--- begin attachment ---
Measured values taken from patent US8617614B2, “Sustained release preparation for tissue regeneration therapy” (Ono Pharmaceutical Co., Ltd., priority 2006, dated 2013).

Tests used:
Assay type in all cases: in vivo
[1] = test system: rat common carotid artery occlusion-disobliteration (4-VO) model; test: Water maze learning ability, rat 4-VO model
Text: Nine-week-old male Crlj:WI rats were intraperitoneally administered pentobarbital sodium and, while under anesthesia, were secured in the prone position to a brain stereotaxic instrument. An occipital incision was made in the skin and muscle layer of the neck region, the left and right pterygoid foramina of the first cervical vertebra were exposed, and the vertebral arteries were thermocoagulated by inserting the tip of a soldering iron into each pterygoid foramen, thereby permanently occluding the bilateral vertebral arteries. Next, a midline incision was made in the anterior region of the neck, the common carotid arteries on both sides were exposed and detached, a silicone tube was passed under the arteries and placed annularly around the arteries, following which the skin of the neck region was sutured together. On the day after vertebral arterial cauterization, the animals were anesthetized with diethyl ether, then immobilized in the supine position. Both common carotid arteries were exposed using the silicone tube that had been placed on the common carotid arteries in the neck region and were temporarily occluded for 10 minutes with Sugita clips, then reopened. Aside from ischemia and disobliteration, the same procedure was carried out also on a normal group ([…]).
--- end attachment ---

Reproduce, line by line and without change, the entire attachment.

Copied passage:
Measured values taken from patent US8617614B2, “Sustained release preparation for tissue regeneration therapy” (Ono Pharmaceutical Co., Ltd., priority 2006, dated 2013).

Tests used:
Assay type in all cases: in vivo
[1] = test system: rat common carotid artery occlusion-disobliteration (4-VO) model; test: Water maze learning ability, rat 4-VO model
Text: Nine-week-old male Crlj:WI rats were intraperitoneally administered pentobarbital sodium and, while under anesthesia, were secured in the prone position to a brain stereotaxic instrument. An occipital incision was made in the skin and muscle layer of the neck region, the left and right pterygoid foramina of the first cervical vertebra were exposed, and the vertebral arteries were thermocoagulated by inserting the tip of a soldering iron into each pterygoid foramen, thereby permanently occluding the bilateral vertebral arteries. Next, a midline incision was made in the anterior region of the neck, the common carotid arteries on both sides were exposed and detached, a silicone tube was passed under the arteries and placed annularly around the arteries, following which the skin of the neck region was sutured together. On the day after vertebral arterial cauterization, the animals were anesthetized with diethyl ether, then immobilized in the supine position. Both common carotid arteries were exposed using the silicone tube that had been placed on the common carotid arteries in the neck region and were temporarily occluded for 10 minutes with Sugita clips, then reopened. Aside from ischemia and disobliteration, the same procedure was carried out also on a normal group ([…]).